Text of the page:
The research team, led by the University of Southampton, used data from 2,733 young women in 127 United Kingdom hospitals who had been diagnosed with primary breast cancer before the age of 40. "This class of drugs has been used to treat advanced, BRCA-mutated ovarian cancer and has now shown efficacy in treating certain types of BRCA-mutated breast cancer", said Richard Pazdur, MD, director of the FDA Oncology Center of Excellence and acting director of the Office of Hematology and Oncology Products in the FDA's Center for Drug Evaluation and Research.
Women who have BRCA mutations do as well after treatment for breast cancer as other patients, British researchers reported Thursday.
Young breast cancer patients with a BRCA gene mutation have the same chances of survival after treatment as those without the mutation, a new study finds.
"This important topic needs more prospective research as preventive surgical measures might have an effect on what might be a very long life after a diagnosis of breast cancer at a young age", wrote Peter Fasching from the Friedrich-Alexander University Erlangen-Nuremberg, Germany. After 10 years, those rates were 73.4 percent and 70.1 percent, respectively.
"Our findings suggest that this surgery does not have to be immediately undertaken along with the other treatment".
"In particular, being able to give some women with triple negative breast cancer the choice to delay a risk-reducing mastectomy would allow them to take back control of a major part of their treatment and offer them more time to recover from their initial therapy".More news: Testing a home for radon could mean a free Fitbit
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'Decisions about timing of additional surgery to reduce future cancer risks should take into account patient prognosis after their first cancer, and their personal preferences'.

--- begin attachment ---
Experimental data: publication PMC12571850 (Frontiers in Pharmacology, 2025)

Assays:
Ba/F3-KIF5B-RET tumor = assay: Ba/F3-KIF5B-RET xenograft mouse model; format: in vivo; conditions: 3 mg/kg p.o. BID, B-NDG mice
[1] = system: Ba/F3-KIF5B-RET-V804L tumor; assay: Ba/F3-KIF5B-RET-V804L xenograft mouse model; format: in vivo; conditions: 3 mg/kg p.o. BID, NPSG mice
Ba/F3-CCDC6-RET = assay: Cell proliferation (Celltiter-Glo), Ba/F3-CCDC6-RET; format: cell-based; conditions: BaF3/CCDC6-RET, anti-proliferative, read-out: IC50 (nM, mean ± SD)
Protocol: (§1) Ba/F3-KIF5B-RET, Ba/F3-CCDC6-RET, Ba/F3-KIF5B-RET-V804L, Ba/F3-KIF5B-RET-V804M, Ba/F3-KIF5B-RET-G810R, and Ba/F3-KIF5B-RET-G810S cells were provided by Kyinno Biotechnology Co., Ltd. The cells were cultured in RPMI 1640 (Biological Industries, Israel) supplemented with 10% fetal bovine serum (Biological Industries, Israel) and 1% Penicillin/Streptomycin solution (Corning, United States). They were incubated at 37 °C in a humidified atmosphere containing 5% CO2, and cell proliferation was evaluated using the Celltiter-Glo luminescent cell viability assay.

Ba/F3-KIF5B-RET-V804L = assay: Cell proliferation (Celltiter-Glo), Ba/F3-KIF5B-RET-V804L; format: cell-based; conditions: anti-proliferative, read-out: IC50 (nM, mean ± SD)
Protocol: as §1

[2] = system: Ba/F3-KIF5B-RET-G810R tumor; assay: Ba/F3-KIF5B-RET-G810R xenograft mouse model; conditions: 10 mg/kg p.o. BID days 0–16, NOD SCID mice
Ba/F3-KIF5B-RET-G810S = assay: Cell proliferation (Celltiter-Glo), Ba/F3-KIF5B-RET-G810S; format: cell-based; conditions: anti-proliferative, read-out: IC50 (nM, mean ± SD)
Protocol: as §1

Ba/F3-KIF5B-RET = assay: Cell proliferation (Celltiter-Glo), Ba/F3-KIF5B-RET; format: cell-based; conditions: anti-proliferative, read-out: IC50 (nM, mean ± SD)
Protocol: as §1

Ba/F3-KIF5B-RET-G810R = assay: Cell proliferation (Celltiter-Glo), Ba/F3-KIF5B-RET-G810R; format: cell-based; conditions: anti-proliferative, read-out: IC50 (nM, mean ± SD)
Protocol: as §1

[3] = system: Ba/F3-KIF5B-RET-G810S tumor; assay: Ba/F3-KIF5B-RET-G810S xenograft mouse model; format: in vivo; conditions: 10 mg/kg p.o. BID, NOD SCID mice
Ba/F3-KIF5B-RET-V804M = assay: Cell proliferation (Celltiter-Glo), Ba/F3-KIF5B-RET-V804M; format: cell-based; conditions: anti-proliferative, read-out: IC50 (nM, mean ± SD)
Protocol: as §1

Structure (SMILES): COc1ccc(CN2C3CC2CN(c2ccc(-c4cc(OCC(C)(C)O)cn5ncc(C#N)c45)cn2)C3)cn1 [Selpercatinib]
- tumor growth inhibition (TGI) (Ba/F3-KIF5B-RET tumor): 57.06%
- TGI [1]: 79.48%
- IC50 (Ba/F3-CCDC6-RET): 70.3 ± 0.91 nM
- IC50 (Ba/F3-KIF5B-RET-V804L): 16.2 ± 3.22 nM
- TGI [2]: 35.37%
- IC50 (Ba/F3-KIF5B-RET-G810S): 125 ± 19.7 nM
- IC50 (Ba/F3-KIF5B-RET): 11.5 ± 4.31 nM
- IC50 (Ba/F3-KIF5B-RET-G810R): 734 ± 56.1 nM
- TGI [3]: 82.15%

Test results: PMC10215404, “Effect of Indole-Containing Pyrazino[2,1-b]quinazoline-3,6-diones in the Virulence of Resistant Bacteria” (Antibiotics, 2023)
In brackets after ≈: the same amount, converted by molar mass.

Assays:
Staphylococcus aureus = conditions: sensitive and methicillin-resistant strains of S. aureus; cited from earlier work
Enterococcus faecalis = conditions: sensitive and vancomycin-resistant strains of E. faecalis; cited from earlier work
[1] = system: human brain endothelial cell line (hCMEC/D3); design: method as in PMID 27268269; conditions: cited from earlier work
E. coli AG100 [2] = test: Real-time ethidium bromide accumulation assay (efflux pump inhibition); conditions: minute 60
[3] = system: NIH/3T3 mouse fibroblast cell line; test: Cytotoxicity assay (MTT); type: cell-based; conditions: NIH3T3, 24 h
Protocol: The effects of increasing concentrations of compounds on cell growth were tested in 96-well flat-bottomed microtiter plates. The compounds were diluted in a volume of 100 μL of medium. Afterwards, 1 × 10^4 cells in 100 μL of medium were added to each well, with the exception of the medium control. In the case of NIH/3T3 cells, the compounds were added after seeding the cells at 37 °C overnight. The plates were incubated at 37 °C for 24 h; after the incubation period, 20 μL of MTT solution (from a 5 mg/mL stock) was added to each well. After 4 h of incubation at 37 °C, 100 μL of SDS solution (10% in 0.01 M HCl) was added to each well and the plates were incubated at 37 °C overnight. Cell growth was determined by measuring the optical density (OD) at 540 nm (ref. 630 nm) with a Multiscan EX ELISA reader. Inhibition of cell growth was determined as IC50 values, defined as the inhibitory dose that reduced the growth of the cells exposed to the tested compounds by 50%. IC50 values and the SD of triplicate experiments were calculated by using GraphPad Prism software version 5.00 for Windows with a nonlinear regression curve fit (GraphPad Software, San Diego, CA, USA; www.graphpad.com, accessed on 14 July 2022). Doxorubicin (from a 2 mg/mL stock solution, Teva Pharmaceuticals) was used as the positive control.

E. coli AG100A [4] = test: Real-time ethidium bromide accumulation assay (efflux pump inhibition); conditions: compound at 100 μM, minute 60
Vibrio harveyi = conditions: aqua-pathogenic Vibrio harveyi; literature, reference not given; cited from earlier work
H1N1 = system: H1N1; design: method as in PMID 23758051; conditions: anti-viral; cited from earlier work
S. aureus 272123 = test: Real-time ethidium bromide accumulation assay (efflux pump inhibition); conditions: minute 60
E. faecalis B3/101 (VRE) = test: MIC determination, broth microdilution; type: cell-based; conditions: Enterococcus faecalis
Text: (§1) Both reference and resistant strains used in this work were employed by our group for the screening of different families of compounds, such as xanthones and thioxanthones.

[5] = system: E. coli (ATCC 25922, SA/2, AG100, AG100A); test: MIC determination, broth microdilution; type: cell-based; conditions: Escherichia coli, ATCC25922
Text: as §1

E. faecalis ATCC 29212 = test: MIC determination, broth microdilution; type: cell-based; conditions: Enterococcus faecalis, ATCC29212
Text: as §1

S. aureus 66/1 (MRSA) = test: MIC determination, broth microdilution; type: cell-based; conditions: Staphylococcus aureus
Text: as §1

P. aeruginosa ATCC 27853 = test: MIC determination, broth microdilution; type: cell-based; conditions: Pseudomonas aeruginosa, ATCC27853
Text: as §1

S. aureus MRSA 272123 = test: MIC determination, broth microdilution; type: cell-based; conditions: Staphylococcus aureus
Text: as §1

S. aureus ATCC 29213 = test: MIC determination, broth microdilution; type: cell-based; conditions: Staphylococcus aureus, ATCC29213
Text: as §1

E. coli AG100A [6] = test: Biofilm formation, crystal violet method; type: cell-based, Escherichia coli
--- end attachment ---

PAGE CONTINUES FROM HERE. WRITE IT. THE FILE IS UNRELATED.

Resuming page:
The study found that there was no difference in overall survival two, five or 10 years after diagnosis for women with or without a BRCA mutation.
The BRCA mutation may be most famous for its association with Angelina Jolie, who announced she carried the BRCA1 mutation in 2013 in a New York Times opinion piece.
TESARO's PARP inhibitor ZEJULA (niraparib) was OK'd in the U.S.in March 2017 for the maintenance treatment of recurrent epithelial ovarian (and fallopian tube and primary peritoneal cancers) in patients who are in complete or partial response to platinum-based chemo regardless of their BRCA status.
The study ended in 2008, and in the last 10 years several new treatments have been released to the market.
About a third of those with the BRCA mutation had a double mastectomy to remove both breasts after being diagnosed with cancer, the same surgery Jolie went through. It is also approved in the USA for advanced ovarian cancer patients who have received at least three prior lines of chemo and maintenance treatment of ovarian cancer in patients who are in complete or partial response to platinum-based chemo, both BRCA-positive. The FDA says it is expanding approval of Lynparza (olaparib) to include use against BRCA-linked tumors that have spread outside the breast.